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Get Tenancy Tribunal Ready

Donna Russell outlines the evidence you’ll need to collect before you head to the Tenancy Tribunal.

By: Donna Russell

1 February 2018

As landlords we invest in property as a business and whilst the reasons for that business can vary it is inevitable - we’re all in the game together.

It would stand to reason that if the investment plays out well things are rosy, but needless to say as with any investment there are risks, and when things don’t go right we need to have a back-up plan.

Ultimately this may be in the form of outside assistance to intervene and mediate. A mediated order may be sufficient. These are easy to apply for and are conducted via telephone so are reasonably unintrusive and effective. However, if mediation is unsuccessful you may find yourself headed for the Tenancy Tribunal and that’s where preparation is key.

The Right Evidence

The Tenancy Tribunal is a formal hearing where an adjudicator makes the decision as to what is right and what is wrong. Your job is to present your case so there is no doubt that the tenant has faltered with their obligations. Sounds easy right?

The evidence required these days is considerably more than what was expected ten years ago. Rightly or wrongly that’s just the way it is. If you are claiming for rent arrears a full tenant ledger must be provided which is clear and easy for the adjudicator to understand. (Each adjudicator may have a different idea on what that ledger should look like). You too must be able to understand it and identify at what point the arrears occurred, the amount of arrears as at today, what is due in the next payment, and if there been a history of arrears. Any hesitation could indicate that you are unsure and therefore may have made an error in the accounting.

In the event you are going for damages, a full pre-tenancy report would be expected, coupled with a full bond inspection report, each of which should have labelled photographs and a thorough condition report.

❝ The evidence required these days is considerably more than what was expected ten years ago ❞

Tribunal Outcomes

But what happens if you get an adjudicator who doesn’t agree? Here are just a handful of outcomes I have experienced;

  • A family of four lived in a two-bedroom unit for two years. At the end of the tenancy they failed to get the carpets cleaned and a claim was made for reimbursement. The curtains also had an excessive amount of mould on the linings due to being closed constantly and lack of airflow. This was mentioned in all of the routine inspection reports. The adjudicator deemed that the carpet was not in good condition at the commencement of the tenancy (due to a pot plant stain) and therefore they would not be held liable for carpet cleaning, and assumed the curtains were in a poor state at the commencement of the tenancy and did not hold the tenant liable for cleaning or replacement of these.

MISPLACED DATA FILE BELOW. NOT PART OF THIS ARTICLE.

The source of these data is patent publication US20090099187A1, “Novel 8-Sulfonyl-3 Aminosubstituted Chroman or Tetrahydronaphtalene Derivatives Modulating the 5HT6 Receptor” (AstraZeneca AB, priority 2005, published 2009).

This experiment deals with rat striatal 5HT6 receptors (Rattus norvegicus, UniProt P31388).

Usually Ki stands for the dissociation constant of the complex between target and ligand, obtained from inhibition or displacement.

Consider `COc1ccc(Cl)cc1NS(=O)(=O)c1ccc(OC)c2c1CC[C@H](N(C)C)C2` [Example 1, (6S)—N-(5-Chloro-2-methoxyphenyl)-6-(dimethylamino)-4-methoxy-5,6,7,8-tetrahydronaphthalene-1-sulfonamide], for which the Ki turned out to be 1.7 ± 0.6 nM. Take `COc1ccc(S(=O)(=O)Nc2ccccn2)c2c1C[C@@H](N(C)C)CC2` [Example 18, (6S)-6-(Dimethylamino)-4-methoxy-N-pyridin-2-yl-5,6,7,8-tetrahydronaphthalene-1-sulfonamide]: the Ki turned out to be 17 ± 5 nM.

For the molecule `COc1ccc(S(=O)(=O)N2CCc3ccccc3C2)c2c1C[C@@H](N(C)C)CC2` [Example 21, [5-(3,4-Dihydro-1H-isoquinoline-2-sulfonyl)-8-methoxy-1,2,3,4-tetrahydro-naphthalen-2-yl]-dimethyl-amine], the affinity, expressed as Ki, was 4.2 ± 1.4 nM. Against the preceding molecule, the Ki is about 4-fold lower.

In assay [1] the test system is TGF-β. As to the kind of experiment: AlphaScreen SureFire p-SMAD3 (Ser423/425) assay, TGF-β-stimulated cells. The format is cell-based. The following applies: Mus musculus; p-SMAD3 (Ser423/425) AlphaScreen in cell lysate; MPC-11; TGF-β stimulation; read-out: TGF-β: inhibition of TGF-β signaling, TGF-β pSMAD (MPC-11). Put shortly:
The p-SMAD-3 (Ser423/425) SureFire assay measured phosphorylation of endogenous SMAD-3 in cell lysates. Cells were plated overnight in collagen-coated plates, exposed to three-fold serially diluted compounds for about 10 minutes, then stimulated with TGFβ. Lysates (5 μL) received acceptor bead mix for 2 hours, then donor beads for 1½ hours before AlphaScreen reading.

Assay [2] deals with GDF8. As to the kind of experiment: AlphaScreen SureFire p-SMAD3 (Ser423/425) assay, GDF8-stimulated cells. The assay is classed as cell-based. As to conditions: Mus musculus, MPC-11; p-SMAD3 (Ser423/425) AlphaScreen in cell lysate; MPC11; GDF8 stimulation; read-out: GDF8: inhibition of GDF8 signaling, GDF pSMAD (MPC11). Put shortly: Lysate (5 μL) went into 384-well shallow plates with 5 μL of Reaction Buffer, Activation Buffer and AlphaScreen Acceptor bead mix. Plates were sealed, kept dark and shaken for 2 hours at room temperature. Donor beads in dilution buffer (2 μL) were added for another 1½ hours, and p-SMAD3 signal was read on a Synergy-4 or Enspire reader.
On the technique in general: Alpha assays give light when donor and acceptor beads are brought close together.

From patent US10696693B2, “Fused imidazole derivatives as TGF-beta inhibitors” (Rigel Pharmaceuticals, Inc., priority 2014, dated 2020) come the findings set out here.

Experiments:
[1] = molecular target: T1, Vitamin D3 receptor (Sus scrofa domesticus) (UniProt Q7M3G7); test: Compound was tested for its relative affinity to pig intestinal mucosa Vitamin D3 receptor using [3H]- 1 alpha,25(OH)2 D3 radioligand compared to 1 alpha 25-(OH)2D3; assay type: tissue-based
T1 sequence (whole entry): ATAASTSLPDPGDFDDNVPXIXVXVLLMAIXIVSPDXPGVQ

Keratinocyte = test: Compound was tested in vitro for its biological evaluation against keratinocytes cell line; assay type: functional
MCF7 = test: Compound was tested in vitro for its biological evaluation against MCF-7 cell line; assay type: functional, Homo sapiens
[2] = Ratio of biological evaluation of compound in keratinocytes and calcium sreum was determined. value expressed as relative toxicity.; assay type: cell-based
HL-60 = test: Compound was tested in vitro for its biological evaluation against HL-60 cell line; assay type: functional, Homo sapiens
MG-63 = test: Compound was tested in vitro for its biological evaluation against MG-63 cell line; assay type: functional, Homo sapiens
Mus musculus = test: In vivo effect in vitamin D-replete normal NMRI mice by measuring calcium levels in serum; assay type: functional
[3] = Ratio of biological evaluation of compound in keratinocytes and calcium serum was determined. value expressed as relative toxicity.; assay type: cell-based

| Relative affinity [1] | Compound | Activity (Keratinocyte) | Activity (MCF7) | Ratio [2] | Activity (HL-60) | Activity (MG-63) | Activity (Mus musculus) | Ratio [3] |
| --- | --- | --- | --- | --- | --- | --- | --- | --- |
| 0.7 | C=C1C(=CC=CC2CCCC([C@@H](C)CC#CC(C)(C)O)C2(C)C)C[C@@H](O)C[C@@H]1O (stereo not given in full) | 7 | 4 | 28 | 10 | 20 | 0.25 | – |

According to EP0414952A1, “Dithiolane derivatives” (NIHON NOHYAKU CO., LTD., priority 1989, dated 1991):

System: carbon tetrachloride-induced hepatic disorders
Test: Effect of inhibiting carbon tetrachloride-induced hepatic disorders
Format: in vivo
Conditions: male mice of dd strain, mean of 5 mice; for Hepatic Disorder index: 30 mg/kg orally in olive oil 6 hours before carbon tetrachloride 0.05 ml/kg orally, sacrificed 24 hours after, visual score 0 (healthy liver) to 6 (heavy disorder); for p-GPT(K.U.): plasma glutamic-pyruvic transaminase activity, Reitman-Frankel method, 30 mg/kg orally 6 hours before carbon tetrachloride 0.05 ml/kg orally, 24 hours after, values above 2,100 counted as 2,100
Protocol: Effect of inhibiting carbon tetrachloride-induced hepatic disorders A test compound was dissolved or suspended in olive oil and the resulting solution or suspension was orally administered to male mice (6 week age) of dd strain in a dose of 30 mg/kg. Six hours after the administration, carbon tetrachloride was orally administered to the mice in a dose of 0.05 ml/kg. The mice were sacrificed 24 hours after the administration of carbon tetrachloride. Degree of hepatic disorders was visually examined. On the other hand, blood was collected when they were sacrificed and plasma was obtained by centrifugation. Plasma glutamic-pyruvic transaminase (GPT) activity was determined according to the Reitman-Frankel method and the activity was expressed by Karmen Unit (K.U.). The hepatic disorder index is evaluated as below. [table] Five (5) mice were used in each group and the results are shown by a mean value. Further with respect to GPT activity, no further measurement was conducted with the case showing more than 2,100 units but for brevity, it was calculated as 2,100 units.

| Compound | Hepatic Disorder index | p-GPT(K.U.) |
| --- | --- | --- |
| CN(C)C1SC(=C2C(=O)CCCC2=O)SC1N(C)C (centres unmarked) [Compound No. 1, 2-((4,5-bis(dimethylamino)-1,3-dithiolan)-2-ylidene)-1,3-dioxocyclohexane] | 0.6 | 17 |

• Most recently I attended a hearing where the landlord was seeking termination of a tenancy due to excessive meth readings in almost every room. Despite the tenant attending and the issue being explained to her, the adjudicator did not award termination, instead sending the landlord away to issue a seven-day notice letter under S59 of the Residential Tenancies Act.
  • A tenant was a week behind in the rent and had been for a matter of months whilst the process of the 14-day letter, mediation and eventually the Tenancy Tribunal occurred. He made no effort to return calls, texts or respond to letters or visits. And did not attend the hearing. It was requested by the landlord that a conditional order be granted stating the arrears must be paid by a certain date otherwise the tenancy would terminate. The adjudicator dismissed this request and wrote an order stating the debt would need to be lodged through a collection agency (and the tenant got to stay!).

So be aware if attending the Tribunal have all your facts and evidence and make sure you can explain what you are claiming for and why the tenant is in breach. Expect the unexpected!

Donna Russell - RE/MAX Central/Russell Hardie Property Management (M) 027 223 2826 (E) [email protected] (W) remax.co.nz (W) russelhardie.co.nz “For all your Real Estate and Property Management needs”

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